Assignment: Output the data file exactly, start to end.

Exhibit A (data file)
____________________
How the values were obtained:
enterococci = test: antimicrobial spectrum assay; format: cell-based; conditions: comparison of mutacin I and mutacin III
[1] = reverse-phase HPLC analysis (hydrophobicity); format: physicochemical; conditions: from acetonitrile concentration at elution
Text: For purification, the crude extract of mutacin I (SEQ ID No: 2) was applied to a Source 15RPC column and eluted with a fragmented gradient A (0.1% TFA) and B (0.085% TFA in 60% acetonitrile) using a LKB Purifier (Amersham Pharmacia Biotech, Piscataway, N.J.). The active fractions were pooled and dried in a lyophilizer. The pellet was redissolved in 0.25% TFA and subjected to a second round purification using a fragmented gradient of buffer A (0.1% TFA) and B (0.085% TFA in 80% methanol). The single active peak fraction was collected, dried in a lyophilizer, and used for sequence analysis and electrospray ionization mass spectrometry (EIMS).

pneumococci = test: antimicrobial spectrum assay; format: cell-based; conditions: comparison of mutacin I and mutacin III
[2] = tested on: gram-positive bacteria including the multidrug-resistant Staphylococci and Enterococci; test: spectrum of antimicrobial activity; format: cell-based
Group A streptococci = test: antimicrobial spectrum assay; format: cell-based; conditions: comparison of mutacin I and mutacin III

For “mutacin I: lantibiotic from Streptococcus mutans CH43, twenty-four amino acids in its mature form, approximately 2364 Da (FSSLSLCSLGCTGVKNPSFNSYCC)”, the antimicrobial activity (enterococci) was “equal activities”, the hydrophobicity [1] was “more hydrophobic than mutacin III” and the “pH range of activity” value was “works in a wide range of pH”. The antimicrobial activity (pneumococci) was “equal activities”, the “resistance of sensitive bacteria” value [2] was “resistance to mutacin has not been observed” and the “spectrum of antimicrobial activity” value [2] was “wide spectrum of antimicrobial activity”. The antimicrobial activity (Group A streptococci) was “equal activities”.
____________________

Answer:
How the values were obtained:
enterococci = test: antimicrobial spectrum assay; format: cell-based; conditions: comparison of mutacin I and mutacin III
[1] = reverse-phase HPLC analysis (hydrophobicity); format: physicochemical; conditions: from acetonitrile concentration at elution
Text: For purification, the crude extract of mutacin I (SEQ ID No: 2) was applied to a Source 15RPC column and eluted with a fragmented gradient A (0.1% TFA) and B (0.085% TFA in 60% acetonitrile) using a LKB Purifier (Amersham Pharmacia Biotech, Piscataway, N.J.). The active fractions were pooled and dried in a lyophilizer. The pellet was redissolved in 0.25% TFA and subjected to a second round purification using a fragmented gradient of buffer A (0.1% TFA) and B (0.085% TFA in 80% methanol). The single active peak fraction was collected, dried in a lyophilizer, and used for sequence analysis and electrospray ionization mass spectrometry (EIMS).

pneumococci = test: antimicrobial spectrum assay; format: cell-based; conditions: comparison of mutacin I and mutacin III
[2] = tested on: gram-positive bacteria including the multidrug-resistant Staphylococci and Enterococci; test: spectrum of antimicrobial activity; format: cell-based
Group A streptococci = test: antimicrobial spectrum assay; format: cell-based; conditions: comparison of mutacin I and mutacin III

For “mutacin I: lantibiotic from Streptococcus mutans CH43, twenty-four amino acids in its mature form, approximately 2364 Da (FSSLSLCSLGCTGVKNPSFNSYCC)”, the antimicrobial activity (enterococci) was “equal activities”, the hydrophobicity [1] was “more hydrophobic than mutacin III” and the “pH range of activity” value was “works in a wide range of pH”. The antimicrobial activity (pneumococci) was “equal activities”, the “resistance of sensitive bacteria” value [2] was “resistance to mutacin has not been observed” and the “spectrum of antimicrobial activity” value [2] was “wide spectrum of antimicrobial activity”. The antimicrobial activity (Group A streptococci) was “equal activities”.